Adventure motorcyclist shares story at ACES
ASPEN – Aspen has more than its share of adventure-sports junkies, but few have the stamina and mental toughness to tackle Anthony Todaro’s most recent endeavor.
Todaro’s 35-day adventure motorcycle trip last year took him from Aspen to Alaska and the Arctic Circle and then back along the Pacific Coast before returning to town. He covered 11,400 miles, including about 2,000 on dirt.
His riding buddies were Dave Reeves and Paul Neilson, of Aspen, though each of the three took slightly different twists and turns on the journey. They didn’t travel the whole way together.
“We went to ride the world,” Todaro said. “The romance of being able to take off and see different parts of the world is a big part (of the motivation).”
Todaro will share his story along with maps and slides as part of the Aspen Center for Environmental Studies’ winter Potbelly Perspectives winter program. His presentation is called “Aspen to the Arctic Circle on Two Wheels.” It will be held at 7:30 p.m. Wednesday in the ACES classroom.
For more than 30 years, Potbelly Perspectives has provided a perfect venue for Aspenites to share their adventure-travel stories. There is a diverse lineup this winter designed to draw in fresh faces to an audience that has weekly die-hards, according to Eliza Greenman, ACES marketing coordinator.
Todaro, 35, an Aspen native and restaurant worker, took off when the snow was still flying in Aspen and throughout the Rocky Mountains in late May. Their goal, out of necessity, was to cover 500 miles per day. The trip was essentially the equivalent of traveling from Aspen to Denver and back twice per day for 30 days.
“It was tough. You were sore at the end of the day,” Todaro said.
He had a 2010 KTM Adventure R motorcycle capable of on- and off-road travel for the journey. They snaked up through the U.S. Rocky Mountain states, then headed to Banff and Jasper National Park in Alberta. They saw grizzly and black bears, deer, foxes and a variety of other wildlife.
They hooked into the Alaska-Canadian Highway, then Reeves and Todaro made the conscious decision to travel the Campbell Highway, a mostly gravel route before taking the gravel Dempster Highway to the Arctic Circle.
There is a very small world of adventurist cyclists, and Todaro and his colleagues thought they might be the first cyclists of the season on their route. They soon discovered they weren’t. They ran into other riders on the road.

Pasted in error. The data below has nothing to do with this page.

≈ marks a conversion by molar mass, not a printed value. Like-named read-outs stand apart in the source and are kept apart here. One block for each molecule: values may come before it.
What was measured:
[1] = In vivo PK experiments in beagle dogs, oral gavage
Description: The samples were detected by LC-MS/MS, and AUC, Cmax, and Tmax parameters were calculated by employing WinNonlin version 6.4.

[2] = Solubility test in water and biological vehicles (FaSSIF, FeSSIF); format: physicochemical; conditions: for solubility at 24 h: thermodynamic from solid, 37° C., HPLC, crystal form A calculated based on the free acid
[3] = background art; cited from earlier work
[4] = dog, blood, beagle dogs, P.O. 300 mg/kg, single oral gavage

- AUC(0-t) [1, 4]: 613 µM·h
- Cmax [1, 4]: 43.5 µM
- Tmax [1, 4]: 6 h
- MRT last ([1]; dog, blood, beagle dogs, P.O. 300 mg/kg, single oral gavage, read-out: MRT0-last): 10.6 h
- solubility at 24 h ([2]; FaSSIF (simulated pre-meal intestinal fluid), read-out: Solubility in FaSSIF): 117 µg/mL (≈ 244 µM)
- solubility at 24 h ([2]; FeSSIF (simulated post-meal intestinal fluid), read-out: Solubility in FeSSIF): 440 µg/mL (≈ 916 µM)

The only time the journey got really rough, he said, was when it rained or snowed for consecutive days. He estimated precipitation was a problem two-thirds of the trip. They were on a budget so they were camping. The rain and snow made it tough to get motivated to break camp and get back on the road.
The rewarding part of the trip was the seclusion and knowing it would require several days to get anywhere – the kind of feeling that travelers in the Old West must have felt, Todaro said. In an era when a person can get half-way around the world in 24 hours, it was rewarding to think that it would take him 10 days of hard travel to get back to Aspen from the Arctic Circle, Todaro said.
Covering that many miles in that short of time didn’t allow for much sight-seeing. Most of the pictures in his slide show are of his bike in different scenic settings, so if you don’t like motorcycles, he said, the presentation might not be for you. But Todaro tells a good tale and his enthusiasm for adventure cycling shines through.
His big trip, though, gave him pause about an even longer journey hanging around in the back of his mind. He wants to travel from Aspen to the tip of South America. Traveling to the Arctic Circle put that into perspective. He covered more than 11,000 miles – little more than one-half the miles needed to go to the southern tip of Argentina.
Don’t count Todaro out. He aims to see the world on the two wheels.
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